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The Connection Between Low Back Pain and Weak Gluteals: Part 2

Low Back Pain and Weak Gluteals: Part 2  

Welcome to part II of a three part series about weakness in the gluteal muscles and the relationship to low back pain . In part I  I discussed what can mechanically happen in the body when the Gluteus Medius (a lateral gluteal muscle) presents weak. This blog outlines the imbalances that can occur when the Gluteus Maximus, the largest of the gluteal  muscles, is weak or inhibited due to tight hip flexors. 

Second picture shows what happens when the hamstrings predominant.

The Gluteus maximus ( GMax) is a powerful hip extensor responsible for getting you up out of a chair and propelling you through space when running or jumping . If your hip flexors ( the muscles in front of your hip- rectus femoris , iliopsoas, and anterior fibers of the adductors ) are short , perhaps from spending much of the day sitting ,  your Gmax can become inhibited and weak. In addition, to sufficiently extend the leg behind you with tight hip flexors the pelvis has to roll forward in an anterior rotation. This positioning causes the hamstrings ( the muscles down the back of your thigh) to predominate which in turn sends the femur into the anterior hip capsule.   Potentially causing anterior hip pain .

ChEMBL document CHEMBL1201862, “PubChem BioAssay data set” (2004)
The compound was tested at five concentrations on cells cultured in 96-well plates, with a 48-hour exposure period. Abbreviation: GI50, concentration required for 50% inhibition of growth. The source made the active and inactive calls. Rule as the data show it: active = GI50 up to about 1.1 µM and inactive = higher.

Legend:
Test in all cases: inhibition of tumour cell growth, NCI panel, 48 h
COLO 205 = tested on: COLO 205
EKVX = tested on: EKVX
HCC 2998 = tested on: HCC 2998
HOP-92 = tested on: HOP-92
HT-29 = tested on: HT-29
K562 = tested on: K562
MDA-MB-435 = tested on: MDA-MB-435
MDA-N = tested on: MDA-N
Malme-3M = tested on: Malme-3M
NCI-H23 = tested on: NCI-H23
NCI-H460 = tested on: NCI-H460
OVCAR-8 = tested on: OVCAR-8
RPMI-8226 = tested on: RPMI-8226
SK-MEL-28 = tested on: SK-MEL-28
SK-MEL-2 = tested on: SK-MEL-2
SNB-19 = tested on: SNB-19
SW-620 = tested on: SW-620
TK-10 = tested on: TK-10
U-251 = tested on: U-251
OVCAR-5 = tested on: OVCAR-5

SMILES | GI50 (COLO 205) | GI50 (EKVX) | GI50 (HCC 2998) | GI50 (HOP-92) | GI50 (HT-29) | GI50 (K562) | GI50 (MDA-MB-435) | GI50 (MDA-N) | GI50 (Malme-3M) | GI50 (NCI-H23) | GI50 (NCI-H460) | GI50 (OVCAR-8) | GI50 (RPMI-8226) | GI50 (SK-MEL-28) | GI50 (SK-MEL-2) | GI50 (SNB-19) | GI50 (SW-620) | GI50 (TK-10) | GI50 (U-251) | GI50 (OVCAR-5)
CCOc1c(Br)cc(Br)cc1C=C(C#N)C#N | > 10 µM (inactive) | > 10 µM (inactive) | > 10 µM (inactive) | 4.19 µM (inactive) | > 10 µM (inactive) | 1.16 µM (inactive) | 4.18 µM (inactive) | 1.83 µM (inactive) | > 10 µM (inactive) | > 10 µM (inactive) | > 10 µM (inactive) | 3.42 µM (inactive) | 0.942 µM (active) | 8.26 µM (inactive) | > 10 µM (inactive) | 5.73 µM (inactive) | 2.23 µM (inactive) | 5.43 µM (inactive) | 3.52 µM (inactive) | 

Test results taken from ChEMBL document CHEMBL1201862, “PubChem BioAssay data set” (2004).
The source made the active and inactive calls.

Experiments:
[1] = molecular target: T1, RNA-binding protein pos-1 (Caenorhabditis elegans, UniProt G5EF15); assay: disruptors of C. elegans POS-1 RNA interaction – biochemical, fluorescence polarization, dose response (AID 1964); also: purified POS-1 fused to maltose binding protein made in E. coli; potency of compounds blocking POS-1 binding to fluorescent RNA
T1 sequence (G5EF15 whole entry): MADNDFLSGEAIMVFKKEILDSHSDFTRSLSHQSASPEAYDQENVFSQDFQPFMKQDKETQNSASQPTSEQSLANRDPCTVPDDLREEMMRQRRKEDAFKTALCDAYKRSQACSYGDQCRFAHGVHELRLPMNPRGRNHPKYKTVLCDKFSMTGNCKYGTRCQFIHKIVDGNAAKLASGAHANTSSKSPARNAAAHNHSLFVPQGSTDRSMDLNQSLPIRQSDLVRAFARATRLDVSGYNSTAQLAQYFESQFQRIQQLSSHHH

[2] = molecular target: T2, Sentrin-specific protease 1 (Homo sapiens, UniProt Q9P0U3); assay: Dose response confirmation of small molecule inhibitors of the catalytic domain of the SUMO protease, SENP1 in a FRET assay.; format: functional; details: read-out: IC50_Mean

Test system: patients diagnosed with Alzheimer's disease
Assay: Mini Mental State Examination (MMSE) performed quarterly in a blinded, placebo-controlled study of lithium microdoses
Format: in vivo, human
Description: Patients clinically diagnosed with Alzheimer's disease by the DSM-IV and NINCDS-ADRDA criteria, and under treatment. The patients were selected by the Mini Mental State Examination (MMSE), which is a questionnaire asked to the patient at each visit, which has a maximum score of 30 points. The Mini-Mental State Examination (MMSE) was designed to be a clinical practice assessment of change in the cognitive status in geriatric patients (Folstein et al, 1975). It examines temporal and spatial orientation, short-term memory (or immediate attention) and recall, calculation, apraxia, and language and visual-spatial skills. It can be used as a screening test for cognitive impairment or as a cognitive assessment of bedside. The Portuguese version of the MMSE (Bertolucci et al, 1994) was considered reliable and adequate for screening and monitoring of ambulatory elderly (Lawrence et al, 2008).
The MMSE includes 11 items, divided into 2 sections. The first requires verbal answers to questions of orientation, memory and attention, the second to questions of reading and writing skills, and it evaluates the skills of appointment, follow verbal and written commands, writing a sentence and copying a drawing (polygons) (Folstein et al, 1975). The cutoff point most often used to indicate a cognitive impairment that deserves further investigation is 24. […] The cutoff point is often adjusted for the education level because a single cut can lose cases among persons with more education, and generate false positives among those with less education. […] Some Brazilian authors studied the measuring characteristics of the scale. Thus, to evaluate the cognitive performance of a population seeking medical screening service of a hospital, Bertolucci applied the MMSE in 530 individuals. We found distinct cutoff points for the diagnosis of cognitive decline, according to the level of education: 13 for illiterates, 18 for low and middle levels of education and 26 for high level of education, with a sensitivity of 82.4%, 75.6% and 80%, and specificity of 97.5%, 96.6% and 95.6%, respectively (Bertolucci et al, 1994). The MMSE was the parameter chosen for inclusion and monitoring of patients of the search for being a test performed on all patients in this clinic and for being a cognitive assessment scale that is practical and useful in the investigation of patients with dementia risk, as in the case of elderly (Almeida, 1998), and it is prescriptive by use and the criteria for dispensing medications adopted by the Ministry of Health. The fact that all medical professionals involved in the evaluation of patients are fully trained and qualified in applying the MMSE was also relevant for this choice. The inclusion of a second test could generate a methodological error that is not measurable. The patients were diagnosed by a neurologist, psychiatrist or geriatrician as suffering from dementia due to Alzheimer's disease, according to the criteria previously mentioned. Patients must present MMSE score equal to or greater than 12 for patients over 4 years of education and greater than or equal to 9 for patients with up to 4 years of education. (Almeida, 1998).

Sacrum during gait

When walking the two pelvic halves move in opposition. While one rolls anterior the other rolls posterior relatively. The sacrum , the bone at the end of the spine and between the two pelvic halves, rotates and side bends to accommodate the opposing movements of the pelvic halves  and the lumbar spine counter rotates to balance the system out. If one side of the pelvis is stuck in anterior rotation (as described above )the other  pelvic half may posterior rotate farther to try and create balance. This increased motion between the sacrum and the lumbar spine puts undue stress on the lumbar discs potentially creating injury and nerve compression .

Stretching the hip flexors is an important part to rebalancing but also needs to be accompanied with gluteus maximus re-training that teaches proper recruitment .  At Mongoose Bodyworks in NYC soho we teach clients to balance their low back and pelvic musculature to achieve and maintain a pain free body.

Contact us for an appointment today!

Mongoose Bodyworks

594 Broadway #904

New York, NY 10012

Info@mongoosebw.com

212 431 8377


Mongoose Bodyworks is a boutique Pilates studio in soho NYC that focuses on delivering private session designed for your exact needs.

Halle is a 2nd generation master teacher having studied  closely with two of the great NYC protégés of Joseph Pilates: Kathy Grant and Romana Krysanowska. Halle opened Mongoose Bodyworks, a boutique Pilates Studio in New York City in 1999 .